A senior political science lecturer at the University of Ghana says the New Patriotic Party (NPP)’s decision to allow the late Mfantseman MP’s wife to run on its ticket is a dicey one.
Prof Ransford Gyampo said despite allowing Ekow Kwansah Hayford’s wife, Ophelia Hayford to replace him is politically wise, there are several downsides to it.
In an opinion piece, he said, “in such a situation, where a ruling party’s occupancy of a parliamentary seat is not too secured; and where the incumbent MP from the ruling party, has been allegedly murdered, what “politically wise” thing would any serious political party interested in capturing political power do?
“They will, by all means, appeal to sympathy, and it would be a fundamental misunderstanding of how political parties in fledgeling democracies operate, to fault the NPP for imposing the mourning widow as a replacement of the MP, and slating the MP’s funeral rites one week to the 2020 parliamentary elections.”
This practice, he said is expected, as political parties grow and the country’s democracy develops; Mrs Ophelia Hayford is only the second widow to replace her deceased husband in Parliament after Lydia Alhassan of Ayawaso West Wuogon.
He was, however, quick to point out that despite the apparent good side of the practice, amongst other things, it was simply a display of partisan selfishness and a disregard for the interest of the widow and surviving children.
Also, the practice sacrifices culture and customary protocols for political opportunism.
Prof. Gyampo explained that “Widows and family members who go through such experience, are denied the rite of mourning their loved ones, just because a group of people need a certain parliamentary seat at all cost.”
He added that, the future of the widow and her children post-elections weren’t financially secured as, in the case of Ophelia Hayford, she had quit her job in the Police Service in order to be to fill her husband’s shoes.
“The widow, is being made to sacrifice her job as Police Officer, for a non-Ketu-South-like seat, that she can easily win in 2020 because of sympathy, but cannot be guaranteed victory beyond the victory.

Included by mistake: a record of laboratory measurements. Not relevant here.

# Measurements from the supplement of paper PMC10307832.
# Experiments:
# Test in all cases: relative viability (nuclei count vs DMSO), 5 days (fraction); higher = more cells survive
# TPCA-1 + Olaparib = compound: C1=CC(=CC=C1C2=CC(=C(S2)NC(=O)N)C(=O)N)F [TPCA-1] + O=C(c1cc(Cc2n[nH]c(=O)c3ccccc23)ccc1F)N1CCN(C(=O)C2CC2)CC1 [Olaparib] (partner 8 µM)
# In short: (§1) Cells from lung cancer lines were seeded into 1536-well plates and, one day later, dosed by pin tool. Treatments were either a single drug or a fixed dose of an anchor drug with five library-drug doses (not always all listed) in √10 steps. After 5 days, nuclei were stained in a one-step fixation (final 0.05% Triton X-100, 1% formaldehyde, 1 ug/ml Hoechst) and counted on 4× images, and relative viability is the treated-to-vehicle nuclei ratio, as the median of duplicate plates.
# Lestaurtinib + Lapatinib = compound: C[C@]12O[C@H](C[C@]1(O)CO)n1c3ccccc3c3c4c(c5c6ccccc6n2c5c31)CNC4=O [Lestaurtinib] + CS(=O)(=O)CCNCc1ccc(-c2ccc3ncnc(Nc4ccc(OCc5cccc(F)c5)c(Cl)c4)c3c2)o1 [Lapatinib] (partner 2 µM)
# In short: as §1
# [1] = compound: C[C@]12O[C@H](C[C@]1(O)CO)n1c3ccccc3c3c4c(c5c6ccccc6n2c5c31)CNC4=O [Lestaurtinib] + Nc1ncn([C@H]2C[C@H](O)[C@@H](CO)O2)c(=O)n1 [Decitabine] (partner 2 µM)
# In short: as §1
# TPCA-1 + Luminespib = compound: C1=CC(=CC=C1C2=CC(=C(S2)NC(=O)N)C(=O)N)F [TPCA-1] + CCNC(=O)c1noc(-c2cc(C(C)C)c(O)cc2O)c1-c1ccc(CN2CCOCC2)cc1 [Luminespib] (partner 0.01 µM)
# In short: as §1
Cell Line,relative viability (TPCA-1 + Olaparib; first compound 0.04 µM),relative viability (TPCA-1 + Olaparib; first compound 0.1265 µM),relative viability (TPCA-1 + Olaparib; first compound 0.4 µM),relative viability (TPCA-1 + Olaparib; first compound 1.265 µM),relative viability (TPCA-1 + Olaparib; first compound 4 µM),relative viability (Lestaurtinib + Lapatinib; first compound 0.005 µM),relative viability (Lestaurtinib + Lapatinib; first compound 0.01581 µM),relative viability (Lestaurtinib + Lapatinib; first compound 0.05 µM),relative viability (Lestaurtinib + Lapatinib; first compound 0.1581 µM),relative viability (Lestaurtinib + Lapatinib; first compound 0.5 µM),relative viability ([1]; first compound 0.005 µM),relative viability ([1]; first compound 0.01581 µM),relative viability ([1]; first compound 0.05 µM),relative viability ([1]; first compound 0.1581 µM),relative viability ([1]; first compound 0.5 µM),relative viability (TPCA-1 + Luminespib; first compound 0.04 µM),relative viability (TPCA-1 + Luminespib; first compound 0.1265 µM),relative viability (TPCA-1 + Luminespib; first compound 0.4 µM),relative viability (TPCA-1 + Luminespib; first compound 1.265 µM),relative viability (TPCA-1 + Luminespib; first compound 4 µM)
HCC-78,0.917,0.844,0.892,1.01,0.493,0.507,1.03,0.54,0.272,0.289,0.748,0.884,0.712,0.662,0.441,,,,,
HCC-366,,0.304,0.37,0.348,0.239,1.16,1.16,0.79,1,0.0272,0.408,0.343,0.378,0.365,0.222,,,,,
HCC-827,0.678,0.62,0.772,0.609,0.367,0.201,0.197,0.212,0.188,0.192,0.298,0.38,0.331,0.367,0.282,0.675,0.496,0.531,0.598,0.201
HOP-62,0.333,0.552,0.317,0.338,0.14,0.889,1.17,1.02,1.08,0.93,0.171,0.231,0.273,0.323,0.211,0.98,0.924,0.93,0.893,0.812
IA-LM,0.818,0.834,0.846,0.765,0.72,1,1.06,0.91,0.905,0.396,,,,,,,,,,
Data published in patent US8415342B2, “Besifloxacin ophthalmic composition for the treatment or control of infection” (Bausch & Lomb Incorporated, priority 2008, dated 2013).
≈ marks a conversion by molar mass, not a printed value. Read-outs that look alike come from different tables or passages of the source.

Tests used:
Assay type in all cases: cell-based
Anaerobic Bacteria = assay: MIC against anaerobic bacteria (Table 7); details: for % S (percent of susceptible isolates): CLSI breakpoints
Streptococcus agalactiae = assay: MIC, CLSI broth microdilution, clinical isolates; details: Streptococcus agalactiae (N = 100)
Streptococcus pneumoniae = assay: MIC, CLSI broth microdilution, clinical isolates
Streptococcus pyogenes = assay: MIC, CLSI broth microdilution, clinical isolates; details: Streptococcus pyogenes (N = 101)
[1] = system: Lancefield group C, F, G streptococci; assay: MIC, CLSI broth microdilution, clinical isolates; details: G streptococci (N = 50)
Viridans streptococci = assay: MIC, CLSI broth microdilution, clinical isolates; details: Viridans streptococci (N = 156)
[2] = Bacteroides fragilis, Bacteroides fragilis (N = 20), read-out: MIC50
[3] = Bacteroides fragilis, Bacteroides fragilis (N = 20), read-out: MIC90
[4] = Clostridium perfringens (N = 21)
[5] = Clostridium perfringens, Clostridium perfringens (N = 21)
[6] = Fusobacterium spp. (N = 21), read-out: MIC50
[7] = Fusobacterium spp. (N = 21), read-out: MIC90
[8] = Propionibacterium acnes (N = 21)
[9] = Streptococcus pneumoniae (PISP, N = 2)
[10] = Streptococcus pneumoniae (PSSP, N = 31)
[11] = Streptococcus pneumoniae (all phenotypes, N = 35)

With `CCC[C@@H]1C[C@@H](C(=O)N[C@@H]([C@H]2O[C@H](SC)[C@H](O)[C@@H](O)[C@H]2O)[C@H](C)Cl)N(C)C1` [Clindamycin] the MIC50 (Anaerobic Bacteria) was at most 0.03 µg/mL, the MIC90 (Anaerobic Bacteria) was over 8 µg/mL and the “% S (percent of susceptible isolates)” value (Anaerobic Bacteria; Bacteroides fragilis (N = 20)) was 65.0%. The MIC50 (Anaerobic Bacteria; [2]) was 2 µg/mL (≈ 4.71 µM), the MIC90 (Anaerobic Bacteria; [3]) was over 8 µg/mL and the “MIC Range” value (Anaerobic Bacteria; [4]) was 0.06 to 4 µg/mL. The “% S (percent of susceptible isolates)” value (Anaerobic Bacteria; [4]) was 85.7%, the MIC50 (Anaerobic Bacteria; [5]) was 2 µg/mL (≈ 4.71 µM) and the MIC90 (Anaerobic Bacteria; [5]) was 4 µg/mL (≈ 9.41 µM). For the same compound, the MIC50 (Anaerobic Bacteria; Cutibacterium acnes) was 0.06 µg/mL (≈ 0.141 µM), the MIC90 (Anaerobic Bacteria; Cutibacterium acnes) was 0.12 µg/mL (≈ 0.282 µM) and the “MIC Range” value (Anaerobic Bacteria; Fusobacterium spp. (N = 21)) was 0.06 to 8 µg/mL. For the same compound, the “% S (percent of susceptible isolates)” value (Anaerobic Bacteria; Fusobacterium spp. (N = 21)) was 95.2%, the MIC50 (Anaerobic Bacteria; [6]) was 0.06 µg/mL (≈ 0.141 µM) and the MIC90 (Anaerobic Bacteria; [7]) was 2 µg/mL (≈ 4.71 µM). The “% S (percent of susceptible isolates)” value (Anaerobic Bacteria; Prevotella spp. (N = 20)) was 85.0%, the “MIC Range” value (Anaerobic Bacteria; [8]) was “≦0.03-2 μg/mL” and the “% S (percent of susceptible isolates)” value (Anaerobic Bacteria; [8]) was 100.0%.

“Will the party take care of her and the children when she loses her seat and no longer has a job with the police service?”
He further warned that the practice if further encouraged could possibly lead to future contract killings of MPs, this time, instigated by their spouses.
“We must also be careful not to perpetuate this precedence. Else, very soon, some unscrupulous people who have marital issues with their spouse, may be plotting murder as a mean of getting selected to parliament,” he said.
Finally, he questioned the quality of representation these widows would give their constituents, considering the fact that the only reason they were even suggested for the position was because their husbands had died.
He said this could seriously undermine quality representation in parliament.
“We must be in the know that, the practice of asking widows to replace their dead husbands in parliament, may be dangerous and soon undermine quality representation, particularly, if the only driving force to push a certain segment of the citizenry to parliament, is the loss of their spouse,” he said.
Prof Gyampo called on political parties to be committed to their ultimate purpose of capturing political power, however, cautioned that “the quest for political power must not usher us into a regime of sacrificing timeless principles, institutions, rules, customs, and traditions for political expediencies.”